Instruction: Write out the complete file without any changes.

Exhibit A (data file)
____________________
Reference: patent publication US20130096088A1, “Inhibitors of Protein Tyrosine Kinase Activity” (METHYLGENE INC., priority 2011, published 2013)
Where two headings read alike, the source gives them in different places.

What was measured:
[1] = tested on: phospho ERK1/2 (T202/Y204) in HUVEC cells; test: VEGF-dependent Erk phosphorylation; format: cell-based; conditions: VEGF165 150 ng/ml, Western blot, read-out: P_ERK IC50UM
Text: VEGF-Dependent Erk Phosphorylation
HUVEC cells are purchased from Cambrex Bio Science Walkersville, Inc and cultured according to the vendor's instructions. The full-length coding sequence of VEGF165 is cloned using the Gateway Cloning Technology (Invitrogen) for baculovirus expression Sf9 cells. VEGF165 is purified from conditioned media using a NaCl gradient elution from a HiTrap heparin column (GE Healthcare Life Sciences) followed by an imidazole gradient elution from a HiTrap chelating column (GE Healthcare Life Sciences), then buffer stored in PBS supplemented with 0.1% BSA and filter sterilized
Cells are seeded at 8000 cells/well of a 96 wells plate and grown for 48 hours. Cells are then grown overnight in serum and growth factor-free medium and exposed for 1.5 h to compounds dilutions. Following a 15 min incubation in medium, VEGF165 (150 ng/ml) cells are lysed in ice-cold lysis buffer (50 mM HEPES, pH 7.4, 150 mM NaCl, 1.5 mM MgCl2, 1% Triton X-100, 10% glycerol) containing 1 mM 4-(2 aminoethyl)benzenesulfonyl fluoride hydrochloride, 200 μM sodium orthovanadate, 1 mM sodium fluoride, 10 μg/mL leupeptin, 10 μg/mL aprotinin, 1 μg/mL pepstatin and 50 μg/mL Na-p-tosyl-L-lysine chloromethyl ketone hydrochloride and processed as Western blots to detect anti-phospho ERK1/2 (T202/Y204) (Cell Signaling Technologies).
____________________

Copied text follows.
Reference: patent publication US20130096088A1, “Inhibitors of Protein Tyrosine Kinase Activity” (METHYLGENE INC., priority 2011, published 2013)
Where two headings read alike, the source gives them in different places.

What was measured:
[1] = tested on: phospho ERK1/2 (T202/Y204) in HUVEC cells; test: VEGF-dependent Erk phosphorylation; format: cell-based; conditions: VEGF165 150 ng/ml, Western blot, read-out: P_ERK IC50UM
Text: VEGF-Dependent Erk Phosphorylation
HUVEC cells are purchased from Cambrex Bio Science Walkersville, Inc and cultured according to the vendor's instructions. The full-length coding sequence of VEGF165 is cloned using the Gateway Cloning Technology (Invitrogen) for baculovirus expression Sf9 cells. VEGF165 is purified from conditioned media using a NaCl gradient elution from a HiTrap heparin column (GE Healthcare Life Sciences) followed by an imidazole gradient elution from a HiTrap chelating column (GE Healthcare Life Sciences), then buffer stored in PBS supplemented with 0.1% BSA and filter sterilized
Cells are seeded at 8000 cells/well of a 96 wells plate and grown for 48 hours. Cells are then grown overnight in serum and growth factor-free medium and exposed for 1.5 h to compounds dilutions. Following a 15 min incubation in medium, VEGF165 (150 ng/ml) cells are lysed in ice-cold lysis buffer (50 mM HEPES, pH 7.4, 150 mM NaCl, 1.5 mM MgCl2, 1% Triton X-100, 10% glycerol) containing 1 mM 4-(2 aminoethyl)benzenesulfonyl fluoride hydrochloride, 200 μM sodium orthovanadate, 1 mM sodium fluoride, 10 μg/mL leupeptin, 10 μg/mL aprotinin, 1 μg/mL pepstatin and 50 μg/mL Na-p-tosyl-L-lysine chloromethyl ketone hydrochloride and processed as Western blots to detect anti-phospho ERK1/2 (T202/Y204) (Cell Signaling Technologies).